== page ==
19 officers to refrain from using bail as punishment, such as when they impose a financial condition beyond the accused s ability to afford. Standard recommends that money bail should only be used in limited circumstances and must always serve a legitimate government purpose of pretrial release. 35 The commentary suggests a 10% cash bond could serve such a purpose, since the defendant bears the risk of financial loss and has an incentive to appear to recover the money posted as security. 36 Bail bonds, on the other hand, would not serve such a legitimate purpose. Defendants did not fear an enhanced punishment for not appearing in court, and did not face a real risk of financial loss, since most were judgment proof. Consequently, Standard reiterates the call for abolishing the compensated bail bondsman. 37 The federal reform acts and the ABA guidelines are models for Maryland s rules regarding bail. Maryland Rule entitles most defendants to be released pretrial on the least onerous conditions. 38 However, as discussed later in this study, the statute s intent Attorneys Association introduced the issue of potential danger to the community, which the 1985 ABA Standards followed. John Clark and Alan D. Henry, The Pretrial Release Decision Making Process: Goals, Current Practices, and Challenges, at 5, notes 17, 18, Pretrial Services Resource Center, November ABA Standard (c) proposes limiting the use of release on monetary conditions to situations when there are no other conditions to reasonably ensure a defendant=s appearance. Judicial officers should impose Athe lowest level necessary to ensure the defendant=s reappearance and with regard for the defendant=s financial ability to post 36 Twenty-five states, the District of Columbia, and the federal system use 10% cash bonds. Three other states provide judges with the discretion to determine the amount of a percentage cash bond. In six of the 28 states, a defendant is given the right to post 10% cash. D. Alan Henry, Ten Percent Deposit Bail 1988 Update (hereinafter ATen Percent Deposit Pretrial Services Resource Center; infra, at 12. When a case concludes, the 10% cash deposit is returned, less a small administrative fee. Schilb v. Kuebel, 404 U.S. 357 (1971). In contrast, the bondsman keeps the 10% payment as a fee, regardless of whether the defendant appears or the charges are dismissed. Infra, Part IV. 37 ABA Standard The 1985 Standards followed earlier ABA versions in 1980 and 1968, which had called for the abolition of surety bonds. ABA Project on Minimum Standards for Criminal Justice, Standard (1980); ABA Project on Minimum Standards for Criminal Justice: Standards Related to Pretrial Release (1968). In 1968, the -ABA Pretrial Release Project stated: AThe professional bondsmen is an anachronism in the criminal process. Case analysis of his role indicates he serves no major purpose that could not be better served by public officers at less cost in economic and human 38 Infra, Part IV (A) at 16-18; supra, note 1. 10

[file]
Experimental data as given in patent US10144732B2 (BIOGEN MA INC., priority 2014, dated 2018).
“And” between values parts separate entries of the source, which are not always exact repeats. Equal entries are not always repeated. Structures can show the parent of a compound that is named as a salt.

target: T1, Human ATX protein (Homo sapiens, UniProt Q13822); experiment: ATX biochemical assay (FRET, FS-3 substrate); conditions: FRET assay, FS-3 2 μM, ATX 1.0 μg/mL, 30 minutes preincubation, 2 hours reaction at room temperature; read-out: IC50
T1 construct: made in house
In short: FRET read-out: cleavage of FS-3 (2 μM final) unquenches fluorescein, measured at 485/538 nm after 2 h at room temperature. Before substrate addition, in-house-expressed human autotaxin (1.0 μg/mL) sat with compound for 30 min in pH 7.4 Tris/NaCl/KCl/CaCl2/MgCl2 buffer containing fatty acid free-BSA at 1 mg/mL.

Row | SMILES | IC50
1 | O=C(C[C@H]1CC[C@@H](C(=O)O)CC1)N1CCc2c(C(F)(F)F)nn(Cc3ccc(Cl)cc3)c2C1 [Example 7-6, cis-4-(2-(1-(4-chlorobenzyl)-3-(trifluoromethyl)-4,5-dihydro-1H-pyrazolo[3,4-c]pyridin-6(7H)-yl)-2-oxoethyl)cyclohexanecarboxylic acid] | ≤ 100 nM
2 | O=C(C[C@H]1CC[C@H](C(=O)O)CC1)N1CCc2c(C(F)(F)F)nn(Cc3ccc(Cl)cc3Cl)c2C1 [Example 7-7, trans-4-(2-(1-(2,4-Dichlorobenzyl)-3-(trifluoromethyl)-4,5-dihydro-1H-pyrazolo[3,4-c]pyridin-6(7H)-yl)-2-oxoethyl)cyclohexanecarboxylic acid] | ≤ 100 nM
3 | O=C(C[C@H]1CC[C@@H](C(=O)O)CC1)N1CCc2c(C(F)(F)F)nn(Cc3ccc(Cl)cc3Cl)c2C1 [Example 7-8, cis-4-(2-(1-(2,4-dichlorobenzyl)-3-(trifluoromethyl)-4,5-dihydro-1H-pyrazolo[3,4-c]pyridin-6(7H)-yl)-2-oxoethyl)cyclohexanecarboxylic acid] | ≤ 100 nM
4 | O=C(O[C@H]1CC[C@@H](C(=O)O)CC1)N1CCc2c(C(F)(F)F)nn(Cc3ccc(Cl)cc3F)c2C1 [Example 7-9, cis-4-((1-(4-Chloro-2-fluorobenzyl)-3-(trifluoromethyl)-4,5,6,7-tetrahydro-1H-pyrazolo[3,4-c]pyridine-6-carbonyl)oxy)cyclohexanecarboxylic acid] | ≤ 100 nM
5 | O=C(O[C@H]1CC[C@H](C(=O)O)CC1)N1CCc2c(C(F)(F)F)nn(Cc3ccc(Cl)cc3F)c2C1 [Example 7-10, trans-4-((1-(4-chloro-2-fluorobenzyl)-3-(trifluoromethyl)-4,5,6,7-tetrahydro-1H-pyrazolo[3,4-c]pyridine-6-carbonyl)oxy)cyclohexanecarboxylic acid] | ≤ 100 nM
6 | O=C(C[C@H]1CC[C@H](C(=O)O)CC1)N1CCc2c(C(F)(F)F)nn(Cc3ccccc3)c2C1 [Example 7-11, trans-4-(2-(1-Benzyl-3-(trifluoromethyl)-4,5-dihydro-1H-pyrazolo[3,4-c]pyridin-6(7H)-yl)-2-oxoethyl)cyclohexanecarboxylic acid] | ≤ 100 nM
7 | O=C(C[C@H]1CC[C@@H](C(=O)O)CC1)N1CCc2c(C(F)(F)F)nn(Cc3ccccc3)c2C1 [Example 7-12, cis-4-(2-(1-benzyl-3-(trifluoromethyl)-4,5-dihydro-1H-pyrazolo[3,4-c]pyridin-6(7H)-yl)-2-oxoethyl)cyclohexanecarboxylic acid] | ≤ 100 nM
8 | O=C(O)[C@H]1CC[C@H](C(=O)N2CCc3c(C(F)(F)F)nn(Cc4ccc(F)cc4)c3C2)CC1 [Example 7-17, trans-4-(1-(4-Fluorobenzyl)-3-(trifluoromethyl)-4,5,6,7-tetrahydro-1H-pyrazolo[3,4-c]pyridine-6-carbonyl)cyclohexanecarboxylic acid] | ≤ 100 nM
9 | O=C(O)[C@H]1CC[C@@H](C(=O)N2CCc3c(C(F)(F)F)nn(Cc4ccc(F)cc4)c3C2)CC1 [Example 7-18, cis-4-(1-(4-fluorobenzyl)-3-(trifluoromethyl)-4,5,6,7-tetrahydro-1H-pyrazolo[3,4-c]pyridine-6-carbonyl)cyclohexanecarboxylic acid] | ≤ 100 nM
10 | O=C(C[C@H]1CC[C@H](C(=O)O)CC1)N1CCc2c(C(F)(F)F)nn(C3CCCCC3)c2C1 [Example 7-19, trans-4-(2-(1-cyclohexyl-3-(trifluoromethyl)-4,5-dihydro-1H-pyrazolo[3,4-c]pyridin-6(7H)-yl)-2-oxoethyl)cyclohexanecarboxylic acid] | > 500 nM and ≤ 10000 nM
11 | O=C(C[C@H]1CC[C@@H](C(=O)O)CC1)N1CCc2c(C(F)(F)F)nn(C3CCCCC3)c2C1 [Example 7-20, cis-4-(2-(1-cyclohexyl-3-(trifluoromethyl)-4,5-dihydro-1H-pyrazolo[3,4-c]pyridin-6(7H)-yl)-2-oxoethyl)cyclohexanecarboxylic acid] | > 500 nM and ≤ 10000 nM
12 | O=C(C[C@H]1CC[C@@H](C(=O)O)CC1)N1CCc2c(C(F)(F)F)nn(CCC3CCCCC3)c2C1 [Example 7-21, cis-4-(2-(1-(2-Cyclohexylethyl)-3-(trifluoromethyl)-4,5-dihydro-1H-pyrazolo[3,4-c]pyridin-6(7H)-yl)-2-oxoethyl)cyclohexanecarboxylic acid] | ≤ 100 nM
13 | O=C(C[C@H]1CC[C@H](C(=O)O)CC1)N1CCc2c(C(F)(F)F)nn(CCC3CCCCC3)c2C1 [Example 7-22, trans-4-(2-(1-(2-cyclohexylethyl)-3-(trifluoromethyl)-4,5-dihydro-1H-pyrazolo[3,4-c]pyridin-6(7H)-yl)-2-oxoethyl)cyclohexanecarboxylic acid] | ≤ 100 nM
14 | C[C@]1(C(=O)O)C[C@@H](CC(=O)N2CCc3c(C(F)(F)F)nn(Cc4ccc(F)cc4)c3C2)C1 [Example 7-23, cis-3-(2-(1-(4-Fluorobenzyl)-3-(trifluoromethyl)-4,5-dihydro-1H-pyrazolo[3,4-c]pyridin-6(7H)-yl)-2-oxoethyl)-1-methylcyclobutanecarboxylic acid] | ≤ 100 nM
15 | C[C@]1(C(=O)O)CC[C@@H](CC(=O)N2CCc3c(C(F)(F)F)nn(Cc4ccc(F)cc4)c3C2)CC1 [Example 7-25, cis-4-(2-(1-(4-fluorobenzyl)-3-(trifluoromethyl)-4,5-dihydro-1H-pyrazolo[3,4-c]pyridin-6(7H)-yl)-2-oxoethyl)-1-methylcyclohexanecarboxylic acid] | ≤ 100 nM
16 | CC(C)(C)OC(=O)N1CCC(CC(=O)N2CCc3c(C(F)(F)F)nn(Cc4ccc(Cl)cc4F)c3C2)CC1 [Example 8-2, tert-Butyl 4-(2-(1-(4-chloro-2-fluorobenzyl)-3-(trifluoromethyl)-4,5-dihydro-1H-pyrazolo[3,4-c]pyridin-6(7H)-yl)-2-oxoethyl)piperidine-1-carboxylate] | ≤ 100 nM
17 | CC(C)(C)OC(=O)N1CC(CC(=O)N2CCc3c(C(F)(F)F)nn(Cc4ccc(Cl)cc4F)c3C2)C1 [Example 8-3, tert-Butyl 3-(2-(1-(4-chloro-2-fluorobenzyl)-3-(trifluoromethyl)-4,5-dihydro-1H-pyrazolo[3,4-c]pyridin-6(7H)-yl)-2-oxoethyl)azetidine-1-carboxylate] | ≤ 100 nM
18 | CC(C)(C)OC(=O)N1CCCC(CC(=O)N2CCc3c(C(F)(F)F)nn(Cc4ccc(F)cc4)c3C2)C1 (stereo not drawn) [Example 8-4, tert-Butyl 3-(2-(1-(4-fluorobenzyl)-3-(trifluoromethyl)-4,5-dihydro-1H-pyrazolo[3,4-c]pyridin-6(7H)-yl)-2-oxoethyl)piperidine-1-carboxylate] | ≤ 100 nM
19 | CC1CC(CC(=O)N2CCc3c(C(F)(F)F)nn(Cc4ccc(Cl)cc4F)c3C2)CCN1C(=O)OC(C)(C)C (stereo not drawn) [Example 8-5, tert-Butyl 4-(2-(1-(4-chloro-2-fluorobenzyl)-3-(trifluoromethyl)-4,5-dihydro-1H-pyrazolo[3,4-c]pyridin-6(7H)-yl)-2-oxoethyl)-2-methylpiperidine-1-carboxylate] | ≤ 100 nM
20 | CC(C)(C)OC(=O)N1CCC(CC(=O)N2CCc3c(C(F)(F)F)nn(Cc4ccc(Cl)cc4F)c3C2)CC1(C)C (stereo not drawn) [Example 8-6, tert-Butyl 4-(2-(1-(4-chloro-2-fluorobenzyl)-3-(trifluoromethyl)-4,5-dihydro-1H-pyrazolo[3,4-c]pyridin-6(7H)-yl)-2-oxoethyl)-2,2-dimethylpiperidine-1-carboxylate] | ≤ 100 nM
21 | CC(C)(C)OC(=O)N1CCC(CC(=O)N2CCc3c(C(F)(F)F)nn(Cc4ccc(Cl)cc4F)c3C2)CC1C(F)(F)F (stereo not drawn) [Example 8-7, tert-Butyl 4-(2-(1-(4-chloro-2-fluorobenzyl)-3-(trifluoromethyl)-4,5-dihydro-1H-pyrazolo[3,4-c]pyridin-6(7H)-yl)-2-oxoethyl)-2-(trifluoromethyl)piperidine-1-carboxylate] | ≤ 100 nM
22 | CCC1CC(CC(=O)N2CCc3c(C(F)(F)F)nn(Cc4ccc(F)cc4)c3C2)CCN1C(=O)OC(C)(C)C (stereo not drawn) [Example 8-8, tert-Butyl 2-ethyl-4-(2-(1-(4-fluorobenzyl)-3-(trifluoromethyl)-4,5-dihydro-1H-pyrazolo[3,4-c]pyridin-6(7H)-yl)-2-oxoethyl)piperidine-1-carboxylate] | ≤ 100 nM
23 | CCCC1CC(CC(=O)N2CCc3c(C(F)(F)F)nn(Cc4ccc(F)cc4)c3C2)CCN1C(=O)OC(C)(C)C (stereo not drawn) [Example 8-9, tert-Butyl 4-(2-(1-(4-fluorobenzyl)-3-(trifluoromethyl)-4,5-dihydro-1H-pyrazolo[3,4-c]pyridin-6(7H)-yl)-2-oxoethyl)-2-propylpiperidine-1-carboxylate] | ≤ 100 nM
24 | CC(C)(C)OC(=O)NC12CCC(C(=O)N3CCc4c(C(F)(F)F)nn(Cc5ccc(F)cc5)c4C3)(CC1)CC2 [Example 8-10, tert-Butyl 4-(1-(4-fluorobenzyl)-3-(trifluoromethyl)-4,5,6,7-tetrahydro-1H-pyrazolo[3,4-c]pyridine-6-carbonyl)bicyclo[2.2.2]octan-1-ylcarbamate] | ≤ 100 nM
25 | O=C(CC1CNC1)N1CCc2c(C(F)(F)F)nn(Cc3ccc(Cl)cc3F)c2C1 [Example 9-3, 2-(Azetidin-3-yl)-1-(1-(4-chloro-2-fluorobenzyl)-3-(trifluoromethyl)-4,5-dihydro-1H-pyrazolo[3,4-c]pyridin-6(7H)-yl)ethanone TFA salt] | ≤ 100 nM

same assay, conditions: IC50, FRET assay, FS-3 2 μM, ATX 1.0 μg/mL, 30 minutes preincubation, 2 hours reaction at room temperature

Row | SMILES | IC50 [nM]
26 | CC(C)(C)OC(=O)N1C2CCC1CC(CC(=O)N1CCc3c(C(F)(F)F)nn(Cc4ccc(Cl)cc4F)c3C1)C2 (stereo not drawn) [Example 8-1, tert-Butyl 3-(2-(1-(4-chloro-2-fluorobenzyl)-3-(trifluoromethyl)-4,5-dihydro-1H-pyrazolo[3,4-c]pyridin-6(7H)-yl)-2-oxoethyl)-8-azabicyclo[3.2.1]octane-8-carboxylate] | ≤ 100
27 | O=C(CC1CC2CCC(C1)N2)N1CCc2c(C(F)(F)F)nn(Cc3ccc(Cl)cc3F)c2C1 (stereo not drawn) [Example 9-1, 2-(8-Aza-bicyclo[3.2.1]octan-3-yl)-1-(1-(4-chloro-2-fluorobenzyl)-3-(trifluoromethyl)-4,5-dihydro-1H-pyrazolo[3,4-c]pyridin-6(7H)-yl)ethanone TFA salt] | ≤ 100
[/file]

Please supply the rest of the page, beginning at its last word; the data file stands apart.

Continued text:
20 has not been honored. For nearly half of arrestees, judicial officers ordered financial bail. 39 Indeed, release invariably results in the posting of the full amount of a bail bond that is guaranteed by a commercial surety. Those financially able to pay the 10% bondsmen s fee are freed, while many others remain incarcerated until their trial date. As the next section explains, other states pretrial release systems have been more successful than Maryland in implementing bail reform. II. OTHER STATES PRETRIAL RELEASE SYSTEMS After enactment of the Bail Reform Act of 1966, many states subsequently reformed their pretrial release system to favor nonfinancial supervised release and privately raised bail. These states were influenced by reasons Congress espoused in creating a federal pretrial release program that supervised many defendants awaiting trial and provided 10% cash deposit alternatives. First, legislators recognized the financial hardship to many defendants. Second, they resented bail bondsmen making decisions affecting individual liberty. Third, bail bondsmen were viewed as a self-interested group whose lucrative business created an appearance of impropriety and increased the likelihood of corruption. Finally, legislators believed that conditional release supervision would ensure a comparable defendant appearance rate. 40 Illinois became the model for institutionalizing an automatic 10% cash deposit following a major corruption scandal in Chicago in 1959, when a municipal judge was indicted for accepting kickbacks in setting bail. Today, Illinois automatic 10% cash alternative (defendant option) is followed in Kansas (Sheronee County), Kentucky, Nebraska, Ohio, Oregon, Pennsylvania, and Rhode Island. Twenty-two additional states, along with the District of Columbia and the federal courts, provide for a 10% cash bond at the discretion of the court (court-option). 39 Infra, notes Supra, Part II, and notes